I really thought this was going to die down eventually, but it hasn’t. The topic of profit-sharing at the new American (or lack thereof) has really angered a lot of people, and the noise is getting louder. There isn’t a simple answer as to whether profit-sharing is good or bad, so let’s talk about it.
Why am I talking about this now? Holly Hegeman had a great column about it in PlaneBusiness Banter (subscription required) this week, but it’s never the columns I agree with that get me fired up. It was this Huffington Post piece titled “More Labor Troubles at American Airlines” that really got me going. This piece quickly turns into an angry hate letter for American’s flight attendant union leader Laura Glading, and it’s full of accusations and bile. But I’m not going to waste anyone’s time picking this apart line by line. Instead, I thought it would be more productive to get to the most contentious issue out there now: profit-sharing.
Why American Doesn’t Like It
It is absolutely true that the leadership team at American doesn’t like profit-sharing. Why? The Huffington Post piece correctly notes that CEO Doug Parker said “It’s just
not the right way to pay 100,000 employees that don’t have that much impact on the daily profits.” But this is really just “gotcha journalism.” The piece leaves out the context for this remark. What came after that statement?
I know every one of you makes a huge difference. I’m not suggesting you don’t… But so much of it (our profitability) is tied to things like fuel prices, Ebola, and a bunch of things we can’t control.
And that is the gist of management’s argument. If people work harder, it may not lead to more profit. If there’s a war, or oil prices spike, or something else happens, profits can be wiped away and employee effort will not have resulted in any additional payment. That’s why American opted in the last proposal to just increase annual flight attendant pay by $50 million to account for profit-sharing. That would pay in good times or bad.
American believes profit-sharing was something created by airlines who had a lot of bad times. It gave them a reason to be able to pay less with the promise of higher pay when times were rosy. And in a highly cyclical industry like the airlines, that’s been a carrot used for years. The problem is that labor is only happy with profit-sharing when the airline is profitable.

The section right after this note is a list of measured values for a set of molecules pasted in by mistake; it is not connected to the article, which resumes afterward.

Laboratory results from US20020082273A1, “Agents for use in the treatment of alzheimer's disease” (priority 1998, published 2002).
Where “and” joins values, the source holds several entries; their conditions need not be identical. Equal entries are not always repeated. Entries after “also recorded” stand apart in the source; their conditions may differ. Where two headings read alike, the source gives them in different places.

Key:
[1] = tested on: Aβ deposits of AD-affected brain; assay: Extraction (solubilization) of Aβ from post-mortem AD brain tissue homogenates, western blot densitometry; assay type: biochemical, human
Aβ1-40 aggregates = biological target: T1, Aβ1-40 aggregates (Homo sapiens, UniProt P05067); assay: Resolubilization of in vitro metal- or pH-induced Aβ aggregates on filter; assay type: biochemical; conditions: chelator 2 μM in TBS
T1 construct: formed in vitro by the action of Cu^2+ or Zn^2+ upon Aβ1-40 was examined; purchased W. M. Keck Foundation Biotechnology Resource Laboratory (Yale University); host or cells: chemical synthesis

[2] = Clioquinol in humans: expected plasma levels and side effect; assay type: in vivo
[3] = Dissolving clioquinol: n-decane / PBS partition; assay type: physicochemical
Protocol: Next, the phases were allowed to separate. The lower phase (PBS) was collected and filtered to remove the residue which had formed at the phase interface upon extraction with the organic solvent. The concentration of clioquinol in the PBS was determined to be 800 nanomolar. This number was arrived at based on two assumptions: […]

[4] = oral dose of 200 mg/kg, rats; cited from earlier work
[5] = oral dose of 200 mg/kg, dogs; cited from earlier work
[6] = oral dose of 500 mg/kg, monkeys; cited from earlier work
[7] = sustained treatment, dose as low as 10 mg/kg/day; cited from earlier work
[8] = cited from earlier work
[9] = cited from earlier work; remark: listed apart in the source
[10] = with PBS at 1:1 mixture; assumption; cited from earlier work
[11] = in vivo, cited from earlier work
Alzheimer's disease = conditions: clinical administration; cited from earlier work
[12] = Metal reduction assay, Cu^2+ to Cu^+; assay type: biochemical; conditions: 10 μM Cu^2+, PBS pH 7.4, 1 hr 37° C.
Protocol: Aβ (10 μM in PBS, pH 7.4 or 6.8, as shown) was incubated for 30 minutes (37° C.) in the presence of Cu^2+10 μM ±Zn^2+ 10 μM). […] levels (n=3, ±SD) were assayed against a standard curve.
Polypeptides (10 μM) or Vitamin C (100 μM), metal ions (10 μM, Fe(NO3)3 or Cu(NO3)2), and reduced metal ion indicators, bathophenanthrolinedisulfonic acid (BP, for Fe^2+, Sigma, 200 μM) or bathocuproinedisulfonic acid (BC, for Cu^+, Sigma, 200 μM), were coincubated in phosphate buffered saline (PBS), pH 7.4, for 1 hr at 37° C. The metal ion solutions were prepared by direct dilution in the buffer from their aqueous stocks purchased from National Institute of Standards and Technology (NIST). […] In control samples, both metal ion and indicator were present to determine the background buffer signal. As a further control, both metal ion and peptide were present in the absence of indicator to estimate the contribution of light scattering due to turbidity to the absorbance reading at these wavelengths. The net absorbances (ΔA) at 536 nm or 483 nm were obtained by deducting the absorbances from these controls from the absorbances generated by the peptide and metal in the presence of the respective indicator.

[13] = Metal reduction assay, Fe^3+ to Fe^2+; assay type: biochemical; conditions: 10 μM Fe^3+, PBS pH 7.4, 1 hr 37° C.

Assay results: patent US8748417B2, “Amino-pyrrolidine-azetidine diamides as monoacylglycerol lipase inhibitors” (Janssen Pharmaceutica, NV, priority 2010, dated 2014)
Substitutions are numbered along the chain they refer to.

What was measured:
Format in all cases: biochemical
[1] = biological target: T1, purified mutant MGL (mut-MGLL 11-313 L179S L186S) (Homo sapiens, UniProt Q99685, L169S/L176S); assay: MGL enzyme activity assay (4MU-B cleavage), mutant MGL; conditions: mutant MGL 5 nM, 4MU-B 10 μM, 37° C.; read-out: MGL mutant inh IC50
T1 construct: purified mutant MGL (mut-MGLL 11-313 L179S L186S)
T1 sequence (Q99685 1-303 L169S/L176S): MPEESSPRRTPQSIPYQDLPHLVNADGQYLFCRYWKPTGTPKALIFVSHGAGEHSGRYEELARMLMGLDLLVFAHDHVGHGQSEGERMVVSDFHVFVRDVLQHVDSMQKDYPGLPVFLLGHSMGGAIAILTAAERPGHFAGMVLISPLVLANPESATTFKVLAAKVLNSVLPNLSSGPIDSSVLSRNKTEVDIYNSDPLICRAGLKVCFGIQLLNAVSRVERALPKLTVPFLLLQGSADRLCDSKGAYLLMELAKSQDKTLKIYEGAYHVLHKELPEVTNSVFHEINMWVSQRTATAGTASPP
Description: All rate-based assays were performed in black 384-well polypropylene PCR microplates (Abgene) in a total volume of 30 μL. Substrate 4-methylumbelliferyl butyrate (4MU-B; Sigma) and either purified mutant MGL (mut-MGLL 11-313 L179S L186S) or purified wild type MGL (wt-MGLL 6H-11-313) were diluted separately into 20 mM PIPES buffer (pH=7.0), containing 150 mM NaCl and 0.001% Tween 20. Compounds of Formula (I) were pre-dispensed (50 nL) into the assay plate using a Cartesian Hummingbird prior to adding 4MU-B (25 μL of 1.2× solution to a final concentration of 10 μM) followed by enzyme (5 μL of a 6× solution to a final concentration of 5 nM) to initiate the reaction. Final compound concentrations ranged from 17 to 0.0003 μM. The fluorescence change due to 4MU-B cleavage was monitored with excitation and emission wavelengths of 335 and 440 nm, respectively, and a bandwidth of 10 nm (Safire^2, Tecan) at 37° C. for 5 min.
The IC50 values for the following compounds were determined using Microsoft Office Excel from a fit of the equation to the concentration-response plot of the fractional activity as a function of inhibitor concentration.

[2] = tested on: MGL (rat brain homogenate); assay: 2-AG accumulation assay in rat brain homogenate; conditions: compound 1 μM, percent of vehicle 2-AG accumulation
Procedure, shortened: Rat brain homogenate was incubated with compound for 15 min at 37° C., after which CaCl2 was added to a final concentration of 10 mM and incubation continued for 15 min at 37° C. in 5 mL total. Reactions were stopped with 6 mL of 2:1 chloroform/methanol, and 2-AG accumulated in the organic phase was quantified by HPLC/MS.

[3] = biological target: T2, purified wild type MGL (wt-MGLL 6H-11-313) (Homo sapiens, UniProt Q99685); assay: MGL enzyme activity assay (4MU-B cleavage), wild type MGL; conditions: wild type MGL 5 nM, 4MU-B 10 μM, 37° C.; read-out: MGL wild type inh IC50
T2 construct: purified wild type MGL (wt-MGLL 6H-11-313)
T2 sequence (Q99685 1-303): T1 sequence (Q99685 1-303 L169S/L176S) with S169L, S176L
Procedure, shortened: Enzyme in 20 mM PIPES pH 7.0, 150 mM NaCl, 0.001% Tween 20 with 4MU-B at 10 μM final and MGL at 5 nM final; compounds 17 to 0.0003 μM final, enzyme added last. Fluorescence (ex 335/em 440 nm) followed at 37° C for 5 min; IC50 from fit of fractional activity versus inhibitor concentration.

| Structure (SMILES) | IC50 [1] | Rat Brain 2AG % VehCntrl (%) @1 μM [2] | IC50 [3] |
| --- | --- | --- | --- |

Remember Eastern Airlines? After deregulation, it turned to profit-sharing in order to save money when times were tough. Times got better and it paid out. All of a sudden, an airline not known for having good labor relations had happy people. But then guess what? Red ink returned and there was no profit to be shared. Employees got angry and steamed that they were working harder to save the airline and weren’t being rewarded for it.
And so it goes, round and round. And that’s why it’s going to seem strange that I say this…
Why American Should Have Offered Profit-Sharing Anyway
I know, I know. If the argument makes sense to not offer profit-sharing, then why do I think the airline should have done it? It sounds like a bad reason, but it’s because every else is doing it.
American is a victim of the current point in the economic cycle. Right now, Delta is busy posting record profits and sharing it with employees. You’d think Delta CEO Richard Anderson was a god among men the way people talk about him. Of course Delta employees love the extra cash, but it’s the front line at American that you hear drooling over the guy. After all, Delta is making a silly amount of money and paying it out. The front line at American wants that money too.
But we all know the next chapter in this story. Bad times will return. For those who think the airline industry in the US is now going to be permanently profitable and times will always be good, you’ve been spending too much time in Colorado and Washington (or wherever the heck else weed is now legal). How many times have we heard that before? In the late 1990s, airlines were busy crowing about how profitable they were and how they’ve solved the cyclical nature of the industry. Bullcrap.
All we need is an oil-price spike, a big war, some pandemic, a recession, or really anything else to significantly impact air travel and the airlines will plunge back into the red. It’s just a matter of time. When that happens, Delta employees will be angry that profit-sharing doesn’t pay out. It’s just human nature to want it all. American flight attendants would then be able to laugh and say, “hey, we still got our $50 million.” But memories are short, and we are in a good time right now.
You can’t know for sure what profits will look like going forward, but the will of the American front line seems to be that they want to take a chance that things will stay good for a long time. It’s short-term thinking but it’s what they want. And that’s why American management should have gone for it. Who knows, it might even have ended up saving the airline money in the long run.
Why American Can’t Do It Now
With all this being said, the idea of profit-sharing has sailed in this round of negotiations. There were protocols set up to make sure the merger would push along at a decent pace, and American stuck to its no profit-sharing mantra with the flight attendants. Now that’s heading to arbitration and profit sharing isn’t going to come out of that. With that done, there’s no way that American could turn around and offer it to the pilots or to any other group. That would be very bad.
American’s decision to stick to its guns on profit-sharing means it can’t back off at this point. It would create more ill will with the rest of the workgroups than it would create goodwill with the pilots. This management team wants to be consistent in its dealings, and that means it has backed itself into a no profit-sharing corner. That may prove to be a good thing in the long run, but for now, that stance is just making the front line groups mad.